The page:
Conduct a Real World Website Audit

March 16, 2011

With all of the tools available to test and monitor different parts of your website, “real world” audits from the perspective of your site’s visitors are often overlooked. Put yourself in their shoes and walk through these simple tasks to make sure your site is meeting their needs (and yours).

website audit


What is the first message a visitor sees when they visit your homepage? Is that message still relevant or has it become dated? How about your call-to-actions throughout the site – are they still prompting visitors in a way that aligns with your current marketing and business objectives?


If your site is a few years old, there is a good chance that mobile access wasn’t a priority when it was built. Grab a few co-workers and load your website through several different mobile phones and devices. Here are a few basic things to check for:

  • Does your site rely on Flash and therefore not load properly for iPhone/iPad users?
  • Does the site navigation work properly without the ability to hover over drop-down menus?
  • Does the site layout display properly on a smaller screen?

Search Results

What do people see when they search for your business name and the names of your staff? Google these terms and review the results, both from your site and others.

  • Are you showing up as the top result for your business name?
  • What other results are being shown from other sites?
  • Are you showing up in multiple places, such as through your social media accounts and through your Google Places listing?

Common Actions

Review the common actions users will take on your site and make sure they are providing a good experience. For example:

  • Is the search form on your site working correctly and showing the results you’d expect?
  • Can you easily navigate the site and get to your key content in 1 or 2 clicks of the mouse?

Contact Points

Many sites rely on a customer “getting in touch” to close a sale or to start a conversation. Make sure these avenues of contact are updated and working properly by testing each one as if you were a first time visitor to your site.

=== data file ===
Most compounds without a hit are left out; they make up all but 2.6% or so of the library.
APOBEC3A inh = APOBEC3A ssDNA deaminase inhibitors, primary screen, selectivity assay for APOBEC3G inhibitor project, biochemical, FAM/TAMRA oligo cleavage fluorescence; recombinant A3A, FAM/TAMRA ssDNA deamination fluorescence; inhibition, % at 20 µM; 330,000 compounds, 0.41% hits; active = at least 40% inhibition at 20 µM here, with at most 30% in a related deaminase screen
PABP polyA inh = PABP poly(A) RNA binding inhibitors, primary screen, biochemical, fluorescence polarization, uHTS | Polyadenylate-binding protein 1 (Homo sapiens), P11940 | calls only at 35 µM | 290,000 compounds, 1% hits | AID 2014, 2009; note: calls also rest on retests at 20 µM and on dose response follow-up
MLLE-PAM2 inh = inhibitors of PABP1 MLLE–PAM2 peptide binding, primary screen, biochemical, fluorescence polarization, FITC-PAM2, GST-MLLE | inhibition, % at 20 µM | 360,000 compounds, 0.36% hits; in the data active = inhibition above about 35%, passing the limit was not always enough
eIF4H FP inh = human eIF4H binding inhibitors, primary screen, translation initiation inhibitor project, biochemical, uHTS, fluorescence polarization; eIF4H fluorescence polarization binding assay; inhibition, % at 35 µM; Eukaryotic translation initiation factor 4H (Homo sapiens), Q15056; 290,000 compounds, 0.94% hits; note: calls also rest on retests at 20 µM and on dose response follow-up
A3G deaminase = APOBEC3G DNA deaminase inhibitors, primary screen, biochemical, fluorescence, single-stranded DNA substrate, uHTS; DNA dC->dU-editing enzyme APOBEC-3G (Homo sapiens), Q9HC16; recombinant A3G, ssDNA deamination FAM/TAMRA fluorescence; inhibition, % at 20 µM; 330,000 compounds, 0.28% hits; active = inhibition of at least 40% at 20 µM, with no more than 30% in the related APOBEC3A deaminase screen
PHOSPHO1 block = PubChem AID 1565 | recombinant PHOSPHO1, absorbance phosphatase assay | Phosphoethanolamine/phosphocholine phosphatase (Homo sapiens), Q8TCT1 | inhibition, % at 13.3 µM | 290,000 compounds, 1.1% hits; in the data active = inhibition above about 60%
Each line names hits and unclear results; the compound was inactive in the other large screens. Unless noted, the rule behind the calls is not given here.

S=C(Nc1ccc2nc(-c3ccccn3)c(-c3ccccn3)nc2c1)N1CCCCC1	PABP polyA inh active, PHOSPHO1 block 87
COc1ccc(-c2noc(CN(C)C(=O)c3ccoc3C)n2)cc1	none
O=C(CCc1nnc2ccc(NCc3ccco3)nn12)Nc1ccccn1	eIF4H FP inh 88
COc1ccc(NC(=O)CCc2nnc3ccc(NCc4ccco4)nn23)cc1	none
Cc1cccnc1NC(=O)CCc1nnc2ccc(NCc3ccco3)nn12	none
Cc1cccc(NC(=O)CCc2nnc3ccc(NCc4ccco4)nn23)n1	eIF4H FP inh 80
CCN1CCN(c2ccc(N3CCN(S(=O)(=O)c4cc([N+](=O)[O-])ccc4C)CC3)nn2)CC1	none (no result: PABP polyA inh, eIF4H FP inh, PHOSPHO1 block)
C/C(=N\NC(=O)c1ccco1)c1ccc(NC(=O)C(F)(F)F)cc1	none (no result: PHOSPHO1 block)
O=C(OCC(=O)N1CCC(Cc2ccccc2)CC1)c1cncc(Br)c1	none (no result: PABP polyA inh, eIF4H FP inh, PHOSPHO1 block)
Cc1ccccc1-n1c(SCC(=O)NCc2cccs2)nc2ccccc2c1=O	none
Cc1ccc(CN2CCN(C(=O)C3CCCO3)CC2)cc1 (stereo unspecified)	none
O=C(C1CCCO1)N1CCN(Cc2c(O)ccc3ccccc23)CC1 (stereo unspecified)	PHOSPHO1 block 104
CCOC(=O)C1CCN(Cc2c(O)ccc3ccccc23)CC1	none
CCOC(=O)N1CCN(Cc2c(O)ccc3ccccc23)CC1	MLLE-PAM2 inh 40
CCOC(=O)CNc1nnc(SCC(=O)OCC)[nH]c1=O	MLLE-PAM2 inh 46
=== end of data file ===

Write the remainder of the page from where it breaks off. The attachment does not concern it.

• Is it easy to find your phone number, directions to your office and a company email address?
  • Do you have generic email addresses such as and on the site? If so, do they forward to the correct people?
  • Does your contact form work properly and notify the appropriate contact within your company?
  • Do you have your companies social media accounts listed on your site? If not, should you add them? If yes, are those accounts current and regularly updated?

These real world tests can have a huge impact on your site. No matter how great your content is or how great your site looks, it must work properly to be successful. Step back and review your website as an outsider and you may gain a new, very helpful perspective that will help you and your site's visitors moving forward!


Jonathan's avatar
@A. Sheldon - good tip! Checking your site from public computers or even your friend's computer is a great way to check what others are seeing from different browsers and operating systems too
A. Sheldon's avatar
A. Sheldon
You may want to test your site from a public library computer, as public library computers are set up specifically for shared use, with very limited access rights.

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